The lobbying of MPs by police officers over the Terrorism Bill, which I complained about a few days ago, has now moved up the mainstream agenda and is going to be looked at by a Commons committee.
Last night, an audience member on Question Time on BBC1 exposed the double standards of the Government's 'the police know best' argument with a point that I wish I had thought of myself.
The police have complained strongly to the Government about the extension of licensing hours. I think some of them have called this lunacy, in view of the current levels of alcohol-related crime and disorder.
Has the Government accepted what in this instance is quite a well-argued police case? No, of course not. They've politely told them to bugger off and said the same to ambulance drivers, staff in A & E departments and other health professionals.
Incidentally, alcohol-fuelled crime is not just a problem in itself but has a knock-on effect on the police's ability to deal with other types of crime. Police officers who have spent all night dealing with drunks on the streets are not available the following day to deal with burglaries and other crimes. Like the binge drinkers, they're in bed catching up on their sleep.
I've always thought that the day I use the phrase 'political correctness gone mad' is the day I will press that Blogger button that says 'Delete Blog'.
You see, I love political correctness although the term itself is absurd and derogatory and comes from the political right. I love the idea of a society where people respect diversity and are sensitive to other people's feelings. I don't mind too much if people take a pop at my attitudes and beliefs and call me a cynical old bastard or a loony left wanker. But I'd rather not be called a queer or a poof or 'four-eyes' because I wear glasses.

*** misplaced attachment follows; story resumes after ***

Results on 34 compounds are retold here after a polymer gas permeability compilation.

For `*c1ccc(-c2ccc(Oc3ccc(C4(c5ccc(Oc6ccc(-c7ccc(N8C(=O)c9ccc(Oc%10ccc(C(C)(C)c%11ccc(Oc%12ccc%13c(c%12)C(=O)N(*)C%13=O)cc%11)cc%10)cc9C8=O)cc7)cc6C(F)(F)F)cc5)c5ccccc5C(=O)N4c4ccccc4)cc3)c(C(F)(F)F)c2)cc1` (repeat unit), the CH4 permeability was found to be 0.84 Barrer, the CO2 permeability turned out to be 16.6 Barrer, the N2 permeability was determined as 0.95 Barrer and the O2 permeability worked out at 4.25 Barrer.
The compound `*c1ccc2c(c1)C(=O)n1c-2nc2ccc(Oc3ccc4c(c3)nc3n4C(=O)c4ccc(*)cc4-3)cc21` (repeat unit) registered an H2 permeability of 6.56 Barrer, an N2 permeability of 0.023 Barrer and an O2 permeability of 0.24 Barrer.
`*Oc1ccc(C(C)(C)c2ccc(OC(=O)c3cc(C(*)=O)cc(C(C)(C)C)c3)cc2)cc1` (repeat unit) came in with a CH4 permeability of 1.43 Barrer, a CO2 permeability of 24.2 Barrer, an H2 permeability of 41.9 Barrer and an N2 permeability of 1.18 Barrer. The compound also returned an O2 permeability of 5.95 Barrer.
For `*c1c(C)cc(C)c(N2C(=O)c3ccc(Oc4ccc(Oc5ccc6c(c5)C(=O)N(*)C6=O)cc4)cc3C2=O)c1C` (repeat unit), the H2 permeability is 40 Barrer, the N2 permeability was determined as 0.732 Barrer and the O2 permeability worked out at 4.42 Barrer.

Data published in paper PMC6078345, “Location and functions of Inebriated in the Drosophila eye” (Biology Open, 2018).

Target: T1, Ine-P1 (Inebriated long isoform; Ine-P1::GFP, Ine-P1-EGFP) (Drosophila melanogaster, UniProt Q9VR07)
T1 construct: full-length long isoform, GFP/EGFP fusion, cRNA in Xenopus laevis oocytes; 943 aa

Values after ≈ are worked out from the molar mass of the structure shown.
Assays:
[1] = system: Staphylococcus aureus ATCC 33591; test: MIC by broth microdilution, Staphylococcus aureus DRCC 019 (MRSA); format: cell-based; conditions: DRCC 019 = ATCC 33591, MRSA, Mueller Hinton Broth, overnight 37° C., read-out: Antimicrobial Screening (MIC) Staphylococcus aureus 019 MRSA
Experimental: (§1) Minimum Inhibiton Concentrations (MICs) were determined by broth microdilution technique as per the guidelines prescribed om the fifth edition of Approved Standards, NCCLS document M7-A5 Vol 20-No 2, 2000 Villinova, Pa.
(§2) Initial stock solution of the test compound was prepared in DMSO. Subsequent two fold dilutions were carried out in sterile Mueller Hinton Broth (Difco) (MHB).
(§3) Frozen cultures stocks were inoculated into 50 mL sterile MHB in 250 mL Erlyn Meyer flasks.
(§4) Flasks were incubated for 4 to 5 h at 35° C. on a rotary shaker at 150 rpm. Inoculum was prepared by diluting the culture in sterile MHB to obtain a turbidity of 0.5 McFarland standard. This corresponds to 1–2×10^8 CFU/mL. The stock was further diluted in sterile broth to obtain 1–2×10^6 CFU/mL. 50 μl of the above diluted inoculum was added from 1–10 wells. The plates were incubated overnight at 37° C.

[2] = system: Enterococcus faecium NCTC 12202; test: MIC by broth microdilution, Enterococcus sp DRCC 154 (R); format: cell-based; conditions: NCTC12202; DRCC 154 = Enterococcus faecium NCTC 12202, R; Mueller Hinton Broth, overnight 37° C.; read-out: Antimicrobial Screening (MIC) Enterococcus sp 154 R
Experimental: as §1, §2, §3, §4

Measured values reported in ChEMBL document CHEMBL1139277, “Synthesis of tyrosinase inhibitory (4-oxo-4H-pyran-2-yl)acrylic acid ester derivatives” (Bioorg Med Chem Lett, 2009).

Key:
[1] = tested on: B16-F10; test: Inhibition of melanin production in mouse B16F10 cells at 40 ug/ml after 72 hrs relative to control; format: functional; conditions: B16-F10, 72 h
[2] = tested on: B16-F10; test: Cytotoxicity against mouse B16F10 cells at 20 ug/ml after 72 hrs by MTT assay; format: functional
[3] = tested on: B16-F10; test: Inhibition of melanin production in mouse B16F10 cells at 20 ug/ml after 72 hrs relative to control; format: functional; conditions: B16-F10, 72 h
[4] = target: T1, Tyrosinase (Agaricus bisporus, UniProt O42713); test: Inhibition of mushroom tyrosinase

On the other hand, I can't deny that there are a few imbeciles who will always take things to extremes.
I first became aware of this at university when the 'GaySoc' put on a disco. There were long and agonised discussions about what records could be played. The women in particular vetoed any song whose lyrics were either sexist or heterosexist. Not surprisingly, this ruled out almost every pop song ever written. At one point it looked as though we'd all be dancing to the Glenn Miller Band and doing the jitterbug to 'String of Pearls'. Or perhaps not.
I was so annoyed by this that at the disco, having put myself on the outside of a large quantity of Smirnoff, I asked a lesbian who was carrying a bicycle pump if she used it to pump up her breasts. When her partner turned red with rage I asked her if she was flushing because it was her time of the month. I am not proud of this and it showed a reckless disregard for my own safety. It was a large bicycle pump and made of steel. But I have an inexplicable knack of getting away with such things. People decided I was engaging in some highly amusing post-modernist irony and urged me on to even greater excesses. Indeed, one young astrophysicist who had only just come out was so impressed by this badinage that he fell instantly in love with me and that could lead to only one thing. That's right: the line 'Is that a telescope in your pocket or are you........' (Make up your own Big Bang jokes and leave me with some self-respect).
I didn't hear the interview on Woman's Hour this week but there has been a mini-brouhaha over Tory leadership contender David Davis saying that he preferred blondes to brunettes. The President of a Conservative women's organisation said it was patronising.
I assume he was responding to a question from the presenter, Martha Kearney, who is also Newsnight's Political Editor. If anything, the fault lies with her. She also asked the two candidates what kind of underwear they wore. One can't imagine Jeremy Paxman asking Ann Widdecombe about her preferences in knickers.
But try as I might, I cannot see why a man expressing a preference for blondes should be described as a 'gaffe' or why it should be described as 'patronising'. Are 'intra-gender' preferences any more sexist or patronising than saying you prefer men to women or vice-versa?
But so what? We all have different turn-ons, from mild preferences to compulsive fetishes.
I've almost forgotten what my point was and I nearly descended into the tabloid columnist's 'Why don't we all grow up?'
I suppose my argument is that a sexual preference or a sexual compliment, however ineptly or grossly expressed, is neither insulting nor sexist.